Prestige of the artist
Like the prestige of the work, the prestige of the artist can change over time, where different artists come in and out of fashion. For instance, if a major art gallery holds a exhibition of an artist’s work, the reputation of the artist can bloom significantly over a brief period. Dealers in art are acutely aware of these temperature changes and will control the release of work onto the market to coincide with them.
Wherever there is public attention, be it in the form of newspaper articles or books, or scholarly articles or radio interviews, so the prestige of the artist tends to increase. For new, upcoming artists, their inclusion in the collection of a major museum will signal that their work has been endorsed by the wider art world. Factors like these and many others can lead an artist to develop a more favourable reception among the public and the art buying market.
Rarity of the artist on the market
As with many other commodities, the value of an artist’s work is intimately related to its scarcity. An artist like Leonardo da Vinci, whose body of known paintings amounts to just 34, the very rarity of his work (in relation to his fame) naturally increases their desirability. Like rare metals and precious stones, artworks have the prestige of uniqueness, whereby a marketplace responds to the scarcity of the item.
Value of other works sold by the same artist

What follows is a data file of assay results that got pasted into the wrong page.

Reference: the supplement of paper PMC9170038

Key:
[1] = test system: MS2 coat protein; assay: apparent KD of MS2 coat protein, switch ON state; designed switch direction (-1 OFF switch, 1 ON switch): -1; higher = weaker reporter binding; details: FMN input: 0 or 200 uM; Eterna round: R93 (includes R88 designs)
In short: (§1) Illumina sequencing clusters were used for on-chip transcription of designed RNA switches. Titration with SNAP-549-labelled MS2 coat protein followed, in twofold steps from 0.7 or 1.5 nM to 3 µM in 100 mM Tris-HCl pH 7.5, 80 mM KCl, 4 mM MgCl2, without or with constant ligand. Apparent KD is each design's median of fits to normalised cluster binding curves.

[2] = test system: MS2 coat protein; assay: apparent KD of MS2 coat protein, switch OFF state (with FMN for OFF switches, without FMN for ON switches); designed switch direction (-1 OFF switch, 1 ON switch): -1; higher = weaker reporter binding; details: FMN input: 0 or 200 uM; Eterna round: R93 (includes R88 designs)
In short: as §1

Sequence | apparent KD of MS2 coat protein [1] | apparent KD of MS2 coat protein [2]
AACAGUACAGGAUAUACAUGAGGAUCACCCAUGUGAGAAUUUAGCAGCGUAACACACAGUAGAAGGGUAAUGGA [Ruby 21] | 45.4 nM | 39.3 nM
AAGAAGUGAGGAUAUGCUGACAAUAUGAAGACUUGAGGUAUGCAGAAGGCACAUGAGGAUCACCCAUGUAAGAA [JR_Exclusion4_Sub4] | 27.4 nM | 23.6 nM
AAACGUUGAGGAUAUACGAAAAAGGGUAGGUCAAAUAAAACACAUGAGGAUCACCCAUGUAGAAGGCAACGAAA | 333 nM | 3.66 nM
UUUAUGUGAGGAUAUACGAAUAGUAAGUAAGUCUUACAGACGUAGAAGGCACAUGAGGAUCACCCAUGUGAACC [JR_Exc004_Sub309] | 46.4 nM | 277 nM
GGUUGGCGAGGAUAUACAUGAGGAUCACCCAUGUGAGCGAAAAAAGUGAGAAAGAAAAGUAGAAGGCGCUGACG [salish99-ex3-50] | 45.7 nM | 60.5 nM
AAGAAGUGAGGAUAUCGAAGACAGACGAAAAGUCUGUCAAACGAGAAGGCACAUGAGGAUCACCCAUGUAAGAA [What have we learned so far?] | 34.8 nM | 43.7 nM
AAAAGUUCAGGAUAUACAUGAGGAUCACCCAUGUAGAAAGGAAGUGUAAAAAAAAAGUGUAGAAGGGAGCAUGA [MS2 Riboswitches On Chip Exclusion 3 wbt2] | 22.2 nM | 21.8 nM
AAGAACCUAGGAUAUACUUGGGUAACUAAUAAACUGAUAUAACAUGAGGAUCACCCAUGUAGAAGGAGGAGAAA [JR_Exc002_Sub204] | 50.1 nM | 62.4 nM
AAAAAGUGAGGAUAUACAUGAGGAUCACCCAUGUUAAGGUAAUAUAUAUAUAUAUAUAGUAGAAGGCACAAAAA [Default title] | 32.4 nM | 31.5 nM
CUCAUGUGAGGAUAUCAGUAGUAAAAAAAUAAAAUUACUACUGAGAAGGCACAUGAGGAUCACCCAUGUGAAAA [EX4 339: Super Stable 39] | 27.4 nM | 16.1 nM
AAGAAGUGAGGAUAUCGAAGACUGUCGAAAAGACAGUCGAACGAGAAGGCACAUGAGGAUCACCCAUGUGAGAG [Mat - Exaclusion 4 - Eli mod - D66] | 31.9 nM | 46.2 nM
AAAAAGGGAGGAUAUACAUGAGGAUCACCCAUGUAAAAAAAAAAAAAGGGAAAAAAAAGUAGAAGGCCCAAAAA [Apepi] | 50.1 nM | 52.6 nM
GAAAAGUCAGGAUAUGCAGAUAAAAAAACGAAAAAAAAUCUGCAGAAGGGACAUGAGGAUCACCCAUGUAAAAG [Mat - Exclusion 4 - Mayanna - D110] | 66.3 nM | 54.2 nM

Many people who buy art will do so as an investment as much as as for the love of the work. Just like one would look at local house prices to understand the value of one’s own property, so artworks develop a standing in the marketplace partly on account of the sale price of other works by the same artist in recent times.
Again, artists and dealers are wise to this factor, and do their best to balance scarcity against visibility. For instance, the boost given to an artist with a solo exhibition is balanced against the danger of having too many works coming onto the market at the same time. To mitigate against this, a proportion of the works may be deemed “not for sale” or “sold” in order to elevate those that are still available.
Provenance: the history of a work’s ownership as a guide to its authenticity
Provenance is to do with the history of ownership of a work of art. For contemporary art this is less of an issue, but with anything made by an artist who is no longer alive, provenance is about ensuring the work is genuine and by the hand of the artist in question — and not, say, by a member of their workshop, by an admiring follower, or else a talented forger.
Provenance is especially useful for being able to track the movement of a work of art through the ages. Historians use the record of previous owners, if it exists, in order to establish its journey through time. Many other aspects of an artwork, such as its style and apparent age, help to guide experts as to whether the work is by the artist it is claimed to be by. All of this lends reassurance to the buyer of the artwork that it is authentic.
So does aesthetic value have any place?
All this might strike you as quite depressing, to think that a work of art might be the subject of such commercial opportunism. But I think that quality still has a part to play in the value of a work of art.
Whilst a reliable correlation between an artist’s talent and the price they command in the market will never be possible to prove, other factors such as historical significance, originality, and the effect on the cultural moment, play an enormous role in establishing the reputation of an artist and their work. And these things don’t happen by chance; they take dedication and (almost always) genuine ability.